One woman’s on-the-go guide to traveling affordably and more purposefully

Alexa McDonald paragliding with a guide

We’ve had the pleasure of collaborating with Alexa McDonald, the brains behind, and found her to be a treasure trove of knowledge when it comes to smart solo travel. Her journey began with a single backpack and a desire to explore the world on her own terms, a story she vividly shares on her Instagram @alexamcdonald. Here Alexa divulges her secrets to budget-friendly globetrotting, her top travel recommendations, and how she turned her wanderlust into a sustainable lifestyle.

When did you get bit by the travel bug and what’s your journey been like?

I always say it was the first time I was in the Sagrada Familia in Barcelona. I studied abroad there for a summer semester which was my first solo international trip. Sitting inside that grand church, I was shocked that places like that existed, and it brought tears to my eyes. 

Ironically, this past summer, I revisited the Sagrada Familia as part of a collaboration and it was quite the full circle moment. After completing my job for the brand I was working with, I found myself sitting on the church’s benches, teary-eyed once again. Half of those tears were a result of reflection on the incredible journey I’ve experienced over the years, traveling and living out of my backpack. March 2024 marks my fifth anniversary since I left my corporate job in NYC to live a different, more free version of life. Living out of a backpack, navigating jobs, forming relationships, and everything that comes along with this version of freedom hasn’t always been easy, but has it been worth it? 1000%. I’ve been to corners of the world I never imagined, from Patagonia and the Amazon to small African villages, 5 of the Seven Wonders of the World and even the Pyramids. As I venture into 2024, I’m set to visit my 60th country!

How do you make a living and travel at the same time?

I generate income through various avenues such as social media, including brand partnerships, affiliate marketing, and coaching. Besides that, I am a personal assistant for high-net-worth individuals. Over the years, I’ve also taken on seasonal work, house-sitting (both paid and unpaid), babysitting, dog walking, teaching tennis, and even working on farms in Hawaii – I say yes to (almost) every opportunity that comes my way! Additionally, I’ve become a self-proclaimed expert at traveling for free and sharing insights on my Instagram. I’ve figured out ways to secure free housing, flights, meals, and activities. I have not figured out how to secure a boyfriend though, lol!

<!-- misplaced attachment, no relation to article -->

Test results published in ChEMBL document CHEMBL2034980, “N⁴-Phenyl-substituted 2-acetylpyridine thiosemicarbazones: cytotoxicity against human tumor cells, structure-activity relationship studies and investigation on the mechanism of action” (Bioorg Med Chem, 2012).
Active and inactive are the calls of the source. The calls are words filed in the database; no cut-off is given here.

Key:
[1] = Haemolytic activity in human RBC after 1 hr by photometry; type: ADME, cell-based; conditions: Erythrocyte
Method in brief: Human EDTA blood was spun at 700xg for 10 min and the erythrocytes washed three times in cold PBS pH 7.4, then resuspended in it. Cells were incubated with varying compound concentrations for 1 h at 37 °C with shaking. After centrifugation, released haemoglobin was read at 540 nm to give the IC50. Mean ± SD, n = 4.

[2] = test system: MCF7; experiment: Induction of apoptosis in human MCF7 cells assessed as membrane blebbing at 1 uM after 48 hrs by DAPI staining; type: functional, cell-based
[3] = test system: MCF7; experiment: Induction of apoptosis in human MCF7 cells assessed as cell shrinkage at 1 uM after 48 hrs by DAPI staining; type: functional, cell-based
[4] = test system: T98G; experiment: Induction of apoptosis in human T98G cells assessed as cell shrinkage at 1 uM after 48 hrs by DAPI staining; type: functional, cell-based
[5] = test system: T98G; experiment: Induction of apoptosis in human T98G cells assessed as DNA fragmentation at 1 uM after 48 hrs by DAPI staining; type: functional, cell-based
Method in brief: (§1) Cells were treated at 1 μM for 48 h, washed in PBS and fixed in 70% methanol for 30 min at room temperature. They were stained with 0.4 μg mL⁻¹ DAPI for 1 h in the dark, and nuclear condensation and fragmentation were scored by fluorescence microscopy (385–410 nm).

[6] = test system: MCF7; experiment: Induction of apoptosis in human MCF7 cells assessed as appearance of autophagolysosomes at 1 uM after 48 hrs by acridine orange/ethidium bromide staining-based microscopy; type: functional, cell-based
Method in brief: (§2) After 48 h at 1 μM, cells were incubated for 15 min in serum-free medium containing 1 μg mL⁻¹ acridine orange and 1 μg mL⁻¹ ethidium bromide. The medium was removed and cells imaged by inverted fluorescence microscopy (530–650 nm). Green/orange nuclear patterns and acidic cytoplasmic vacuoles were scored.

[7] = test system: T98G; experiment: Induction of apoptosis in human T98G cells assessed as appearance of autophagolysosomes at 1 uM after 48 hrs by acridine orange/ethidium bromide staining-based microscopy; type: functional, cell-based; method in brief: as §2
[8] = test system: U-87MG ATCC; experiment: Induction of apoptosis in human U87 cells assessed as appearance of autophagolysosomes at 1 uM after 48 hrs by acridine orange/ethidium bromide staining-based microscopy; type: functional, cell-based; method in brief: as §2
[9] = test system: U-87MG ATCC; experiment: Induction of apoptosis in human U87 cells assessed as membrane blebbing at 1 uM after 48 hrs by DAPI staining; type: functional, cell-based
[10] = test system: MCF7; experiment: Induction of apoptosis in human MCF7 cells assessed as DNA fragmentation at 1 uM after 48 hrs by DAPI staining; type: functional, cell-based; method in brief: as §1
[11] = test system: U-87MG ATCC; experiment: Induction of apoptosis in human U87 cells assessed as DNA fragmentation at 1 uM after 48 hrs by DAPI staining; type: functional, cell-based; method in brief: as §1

What are your top tips for traveling affordably or even for free?

Start by working backward. If Italy is on the top of your list, identify airlines servicing the route and consider opening a credit card to snag a free round-trip flight – a strategy known as credit card hacking. If this concept is new to you, feel free to reach out and I can guide you. 

For complimentary accommodation, my top recommendations are Trusted HouseSitters and Worldpackers. I’ve personally house-sat and volunteered all over the world, all for free! In fact, I am currently doing one in Nicaragua as we speak! You have to see where I get to stay for free for 2 months, it’s stunning! While there’s a small sign-up fee for these, it quickly pays off with extended stays. Keep a close eye on their websites for month-long house-sitting opportunities in destinations like Australia, Spain, or LA – there are endless options. 

Opting for public transportation is another one of my go-to; it’s not only cost-effective but offers the best chance to immerse yourself in local life.

Lastly, if long-term or full-time travel is your goal, consider tracking your daily expenses. I use the TravelSpend app which records everything and is easy to use. At the end of each month, I see how much I spent. On average, my monthly costs range from $300 to $2,000. 

What does a typical day look like for you as a digital nomad?

There’s no such thing as a typical day, but that’s something I’ve grown to love. There have been periods over the last few years where I am constantly living in a new place, sometimes every few days. During the day I explore and then at night I create content, respond to my community and emails, and work on projects. 

I also have rest months where I stay put for at least two weeks, focusing on projects, batching content, and giving my body a break. 

As a digital nomad, I have a lot of flexibility with my schedule which I am very thankful for. For context, in 2023, I explored 24 countries, with a month-long rest break in between my journeys from Mexico to Chile and my European & Middle East trip. My 2024 schedule will take a different turn as I concentrate more on business, rest, community-building, and hosting group trips. While I’ll still tick off some bucket list destinations, the goal is to establish a home base for a few months at a time.